METALLICA’s Kirk Hammett Talks Horror, HALLOWEEN III and New ‘Ghoul Screamer’ Guitar Pedal


METALLICA axeman and professional horror movie obsessive Kirk Hammett unleashes new signature guitar pedal.

Though a chance viewing of DAY OF THE TRIFFIDS while recuperating in front of the television from a sprained arm had served as Kirk Hammett’s initiation into the horror cult at age five, it was not until a year later that the future Metallica soul shredder first intuited a near-mystical confluence might exist between the aesthetic terrors in which he reveled and the melodies woven into the very fabric of his life by the strange, wonderful alchemy of a perpetually humming family radio.

Often as not, Kirk’s parents programmed the Hammett household airwaves. On the day this particular epiphanous lightning bolt struck, however, the gathering electricity in the atmosphere came courtesy the meticulously curated rock n’ roll album collection of his brother Rick.

Intrigued as his hepcat sibling dropped the needle on one sublime cut after another, young Kirk began to randomly sifting through the stack.

A few LPs in, something amidst the psychedelia of Jimi Hendrix’s ‘Are You Experienced?’ cover artwork gave cause to pause: were those eyes staring out from Jimi’s jacket simply stylized trippiness? Or perhaps of more infernal origin? The stone gargoyle angling to claw its way out from the center of the Grateful Dead’s debut full-length raised similar questions that a blurry, sword-wielding superhero would soon step in to answer definitively.

“I remember opening the ‘Paranoid’ gatefold up to that huge black and white picture of Black Sabbath and thinking, ‘Wow, these guys look like they just walked off the set of an awesome haunted house movie,’” Hammett recalls. “At that moment I realized, on a primal level, that the dark imagery of the horror culture I was totally obsessed with just naturally meshed with a lot of the music I was drawn toward. As I got older and further immersed myself into the worlds of horror and hard rock and early heavy metal, I put two and two together more and more as far as specific things that had been pitched from genre cinema and culture into music went—the name Black Sabbath being the obvious example. Later, punk rock came along and you’d see Johnny Ramone wearing a monster shirt—horror nods but in a more street way, which I also loved. Once I knew to look for horror in rock music, I kind of saw it everywhere, you know?”


Hammett nonetheless took what amounted to a leave of absence from the horror universe to develop the virtuoso guitar chops that would make his bones out in the world. Properly woodshedding variations on the pentatonic scale doesn’t leave a lot of spare time for fingers to flip through the pages of Famous Monsters of Filmland.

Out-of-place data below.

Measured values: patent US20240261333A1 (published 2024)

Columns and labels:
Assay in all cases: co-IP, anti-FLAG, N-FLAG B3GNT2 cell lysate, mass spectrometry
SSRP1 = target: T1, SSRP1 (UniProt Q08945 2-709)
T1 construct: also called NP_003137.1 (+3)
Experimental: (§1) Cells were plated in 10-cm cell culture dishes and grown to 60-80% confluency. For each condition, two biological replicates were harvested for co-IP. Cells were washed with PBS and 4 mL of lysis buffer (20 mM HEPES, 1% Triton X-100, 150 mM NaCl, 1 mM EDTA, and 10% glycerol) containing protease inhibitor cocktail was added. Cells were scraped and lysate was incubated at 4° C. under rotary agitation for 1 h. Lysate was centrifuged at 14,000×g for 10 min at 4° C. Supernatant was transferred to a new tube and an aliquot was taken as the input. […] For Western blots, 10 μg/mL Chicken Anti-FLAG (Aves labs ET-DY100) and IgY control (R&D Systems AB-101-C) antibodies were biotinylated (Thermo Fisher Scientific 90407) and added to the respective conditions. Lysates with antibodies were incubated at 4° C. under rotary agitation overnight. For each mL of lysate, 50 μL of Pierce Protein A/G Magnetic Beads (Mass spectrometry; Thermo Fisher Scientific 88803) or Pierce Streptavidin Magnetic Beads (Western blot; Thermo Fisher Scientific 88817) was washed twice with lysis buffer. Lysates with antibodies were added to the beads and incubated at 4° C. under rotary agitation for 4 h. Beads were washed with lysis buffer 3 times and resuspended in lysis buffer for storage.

The fanboy retirement, as we virtually anyone with even a passing interest in heavy rock music now well knows, did not take.

“I returned to horror around the time ‘Ride the Lighting’ came out,” Hammett says. “The band started paying a regular salary—that was a totally mind-boggling development to me at the time by the way; getting paid to play metal—and I just dove right back into collecting and never really stopped.”

The horror side of Hammett’s dual passions has steadily moved to the fore over the last several years, first via a gorgeous hardcover tome that took an edifying, fascinating deep dive into his extensive memorabilia collection, Too Much Horror Business, and then with his nightmare-come-true metalli-horror mash-up Fear FestEvil.

The latest inventive intertwining arrived on Halloween in the form of a guitar pedal christened the Ghoul Screamer, a supercharged, multifaceted, ultra-nimble re-imagining of the classic tube screamer designed to imbue every ringing chord and searing lead with an ambiance of power and dread.

“The basic tone of a tube screamer is very, very ominous,” Hammett replies when asked for his electronic monstrosity’s origin story. “It turns whatever guitar signal you run through it into something much darker sonically. Tube screamers kick in that extra energy; that extra oomph. I love ‘em and I’ve been using ‘em pretty much my entire musical life, from the first year I started playing guitar. Still, the ones I could get my hands on always left me a little unsatisfied. When I step on a tube screamer I want to hit a note that will wail like a fucking banshee through the pickups. That’s not exactly what I was getting.”


And so, like any respectable mad genius, Hammett descended into the depths of the laboratories of KHDK Electronics—the boutique effects company he co-founded with industry vet and friend David Karon—and painstakingly stitched his own circuit n’ knob Frankenstein into existence, enhancing the three standard tube screamer controls—drive, tone, volume—with five more switches—bass, high, body, compression, foot—for those players who truly want to summon the things that go shred in the night.

“If you’re trying to be the next Taylor Swift or Bruno Mars, the Ghoul Screamer probably won’t be of much use to you,” Hammett says. “But if you’re a metal guy, or a hard rock guy, or even a deep blues guy, who wants to write songs about voodoo or ancient monsters or selling your soul to the devil while you’re watching Halloween III? Our pedal is your only choice, really…To use another analogy, if you think of sound as color, the tube screamer is a crayon box of maybe eight colors. The Ghoul Screamer is a crayon box with thirty-four colors—and they’re all dark.”